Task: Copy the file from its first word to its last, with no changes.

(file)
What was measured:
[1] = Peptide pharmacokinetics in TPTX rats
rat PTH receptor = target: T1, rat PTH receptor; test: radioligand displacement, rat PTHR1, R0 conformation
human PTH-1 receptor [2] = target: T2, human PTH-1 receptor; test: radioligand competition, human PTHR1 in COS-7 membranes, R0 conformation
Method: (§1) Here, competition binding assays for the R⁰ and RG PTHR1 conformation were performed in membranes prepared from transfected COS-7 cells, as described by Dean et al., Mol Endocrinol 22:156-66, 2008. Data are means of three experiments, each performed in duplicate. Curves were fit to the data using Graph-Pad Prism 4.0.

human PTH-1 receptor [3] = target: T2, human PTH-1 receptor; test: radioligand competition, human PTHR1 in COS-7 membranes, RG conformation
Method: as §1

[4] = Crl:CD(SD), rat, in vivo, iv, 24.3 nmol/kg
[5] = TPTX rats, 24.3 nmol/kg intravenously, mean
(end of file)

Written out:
What was measured:
[1] = Peptide pharmacokinetics in TPTX rats
rat PTH receptor = target: T1, rat PTH receptor; test: radioligand displacement, rat PTHR1, R0 conformation
human PTH-1 receptor [2] = target: T2, human PTH-1 receptor; test: radioligand competition, human PTHR1 in COS-7 membranes, R0 conformation
Method: (§1) Here, competition binding assays for the R⁰ and RG PTHR1 conformation were performed in membranes prepared from transfected COS-7 cells, as described by Dean et al., Mol Endocrinol 22:156-66, 2008. Data are means of three experiments, each performed in duplicate. Curves were fit to the data using Graph-Pad Prism 4.0.

human PTH-1 receptor [3] = target: T2, human PTH-1 receptor; test: radioligand competition, human PTHR1 in COS-7 membranes, RG conformation
Method: as §1

[4] = Crl:CD(SD), rat, in vivo, iv, 24.3 nmol/kg
[5] = TPTX rats, 24.3 nmol/kg intravenously, mean